Yo, Chris - Well, all this thrift talk being thrown around, there's also "penny wise and pound foolish" to watch out for :-).

Bears and trees. Well, I guess you just look for one that is a bit bendy, but, not too bendy. :-). Bears seem to have a good sense of what will hold their weight, and what won't. There noses are rather sensitive. A well placed hiking boot might get them to back off.

Well, it was 90F (32.2C) here, yesterday. National Weather Service says it's going to be cooler, later on in the week, with some rain. Weather Channel forecasts warmer and not much rain. Not looking forward to standing over a pot of boiling water to blanch those beans! And, yes, I got the last gallon of blackberries into the freezer. So, counting the one I had left over from last year, I have six gallons. One's a little light, by a cup or two. If I get all neurotic about it :-), I'll top it off.

Another brush fire just 10 miles (16km) away. I always try to turn stuff into metric before I post, but I'm not sure about the next one. The fire was 103 acres. I THINK that's 0.4168 km2). There were some evacuations, but just for the day. Getting accurate information is ... frustrating. The local paper, in an online article said the fire was contained ... not contained ... in the same article.

Yup, there's hunger in America. Some of our local schools provide breakfast, for free, to low income kids during the school year. And, lunch during the summer breaks. There are 2 or 3 "food banks" in our county. Free food to low income families. There's also a State / Federal government food supplement program that used to be called "Food Stamps." Now they do it with a credit card. I don't know about all the details of these programs. I looked into it, but because of my lavish income :-), I would have gotten about $14 a month. Not worth the paperwork and I really don't need it. The food banks really get hit hard toward the end of the month, when there's more month than money or credit on the cards. Overall, food bank use has really shot up since the crash of 2008.

Oh, I always muddle through. There's plenty in the pantry and freezer. Of course, the animals come first. Basically, it will be a short period of not so much what I want, as what I actually need. :-).

Water and washing and all that stuff. Of course, there's the saga of my not having water for long periods of time, this last winter. 3 days, 9 days, 12 days, without running water. Again, the animals come first. "Bird baths" become the norm. Hygiene levels get reassessed :-). Lots of hauling of water. Keeps an old guy in shape! :-)

Yes, strawberries out of season taste like cardboard and are shipped from who knows where. If they're good to begin with, frozen tastes pretty good. I still have some left over from last year, so I didn't bother putting up any this year. If I want them next year, I'll put in my own strawberry bed. Up to me. Lew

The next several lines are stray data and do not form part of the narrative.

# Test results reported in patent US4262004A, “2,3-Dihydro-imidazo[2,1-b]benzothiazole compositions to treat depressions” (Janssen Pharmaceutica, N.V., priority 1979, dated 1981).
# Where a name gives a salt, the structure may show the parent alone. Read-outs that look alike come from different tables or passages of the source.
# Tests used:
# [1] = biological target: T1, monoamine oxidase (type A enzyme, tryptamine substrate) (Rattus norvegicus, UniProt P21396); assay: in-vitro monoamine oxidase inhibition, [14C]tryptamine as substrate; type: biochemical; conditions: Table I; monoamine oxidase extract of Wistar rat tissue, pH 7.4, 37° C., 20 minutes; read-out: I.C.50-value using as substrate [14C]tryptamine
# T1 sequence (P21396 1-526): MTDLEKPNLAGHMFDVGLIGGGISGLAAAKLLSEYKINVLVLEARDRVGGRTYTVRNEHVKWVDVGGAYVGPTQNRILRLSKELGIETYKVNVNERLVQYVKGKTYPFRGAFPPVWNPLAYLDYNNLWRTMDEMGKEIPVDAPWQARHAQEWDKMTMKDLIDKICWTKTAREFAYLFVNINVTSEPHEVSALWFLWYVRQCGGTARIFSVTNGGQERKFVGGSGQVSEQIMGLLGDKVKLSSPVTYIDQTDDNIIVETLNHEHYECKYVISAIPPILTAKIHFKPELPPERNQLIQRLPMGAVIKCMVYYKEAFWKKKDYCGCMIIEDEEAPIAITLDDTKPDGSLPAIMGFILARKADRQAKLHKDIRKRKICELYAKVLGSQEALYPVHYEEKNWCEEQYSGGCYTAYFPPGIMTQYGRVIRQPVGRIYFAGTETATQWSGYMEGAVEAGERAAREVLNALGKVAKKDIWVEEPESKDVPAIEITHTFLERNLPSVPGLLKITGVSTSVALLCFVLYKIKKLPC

Cherokee Organics said...

Hi Inge and Lewis,

There's been another big construction disaster down here: Peak-hour pain for motorists as crane collapse closes Kings Way off ramp.

It's like a disaster film, but worse because it is really happening! The photos pretty much tell the tale.

Cheers

Chris

Cherokee Organics said...

Hi Lewis,

Oh that's a keeper, that one. However given you're a Stephen King fan, all this talk of penny wise makes me think about demented clowns (oh, and punk bands, of course).

I guess so, about the trees. Hopefully the victim would get the chance to carefully select the tree? There are lots of if's in there, perhaps a bit too many for my liking. People will venture into areas with animals that are also near the top of the food chain. You may not have caught this one: Mick Fanning speaks of 'miracle' survival after arriving back in Sydney following shark attack. Your comment about kicking the bear is not a bad idea at all.

Just out of interest, why would you blanch all of the beans now? I do hear you though as most preserving seems to occur at the hottest part of the year and it is a bit of a chore to heat the house up. If we were smart, we'd have kitchens outside the house!

That is a big fire and worth being concerned about. It all comes down to the wind really when considering that risk.

PS: Everyone uses acres here even now. The metric term next used is hectares which is about 1 hectare = 2.5 acres, but really no one knows what a hectare is (although in reality it is 10,000 square metres).

Apologies, but I don't know what to think about the food stamps as it seems mildly surreal - and that isn't a criticism, I'm just bewildered by it all.

Everything works out that way in terms of needs before wants, it is just that perhaps you and I are a bit more honest about that and perhaps also live quite frugally.